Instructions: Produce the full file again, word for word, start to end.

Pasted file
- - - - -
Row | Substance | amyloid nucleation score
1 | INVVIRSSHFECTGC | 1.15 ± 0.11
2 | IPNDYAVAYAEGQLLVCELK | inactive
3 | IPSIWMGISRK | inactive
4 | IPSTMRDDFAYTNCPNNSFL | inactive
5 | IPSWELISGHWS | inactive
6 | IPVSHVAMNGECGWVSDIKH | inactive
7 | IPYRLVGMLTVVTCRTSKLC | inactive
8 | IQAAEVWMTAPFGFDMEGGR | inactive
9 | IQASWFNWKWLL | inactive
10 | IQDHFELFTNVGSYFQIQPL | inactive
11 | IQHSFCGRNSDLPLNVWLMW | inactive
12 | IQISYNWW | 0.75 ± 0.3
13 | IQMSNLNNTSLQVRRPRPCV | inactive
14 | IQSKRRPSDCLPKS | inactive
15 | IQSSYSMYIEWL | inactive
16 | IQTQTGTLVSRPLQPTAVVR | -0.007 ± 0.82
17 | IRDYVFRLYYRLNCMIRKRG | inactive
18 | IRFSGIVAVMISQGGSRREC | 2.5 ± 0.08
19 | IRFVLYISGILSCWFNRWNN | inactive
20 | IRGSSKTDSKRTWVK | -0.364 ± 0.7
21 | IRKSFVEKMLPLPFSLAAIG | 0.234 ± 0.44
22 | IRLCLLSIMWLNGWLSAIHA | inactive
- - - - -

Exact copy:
Row | Substance | amyloid nucleation score
1 | INVVIRSSHFECTGC | 1.15 ± 0.11
2 | IPNDYAVAYAEGQLLVCELK | inactive
3 | IPSIWMGISRK | inactive
4 | IPSTMRDDFAYTNCPNNSFL | inactive
5 | IPSWELISGHWS | inactive
6 | IPVSHVAMNGECGWVSDIKH | inactive
7 | IPYRLVGMLTVVTCRTSKLC | inactive
8 | IQAAEVWMTAPFGFDMEGGR | inactive
9 | IQASWFNWKWLL | inactive
10 | IQDHFELFTNVGSYFQIQPL | inactive
11 | IQHSFCGRNSDLPLNVWLMW | inactive
12 | IQISYNWW | 0.75 ± 0.3
13 | IQMSNLNNTSLQVRRPRPCV | inactive
14 | IQSKRRPSDCLPKS | inactive
15 | IQSSYSMYIEWL | inactive
16 | IQTQTGTLVSRPLQPTAVVR | -0.007 ± 0.82
17 | IRDYVFRLYYRLNCMIRKRG | inactive
18 | IRFSGIVAVMISQGGSRREC | 2.5 ± 0.08
19 | IRFVLYISGILSCWFNRWNN | inactive
20 | IRGSSKTDSKRTWVK | -0.364 ± 0.7
21 | IRKSFVEKMLPLPFSLAAIG | 0.234 ± 0.44
22 | IRLCLLSIMWLNGWLSAIHA | inactive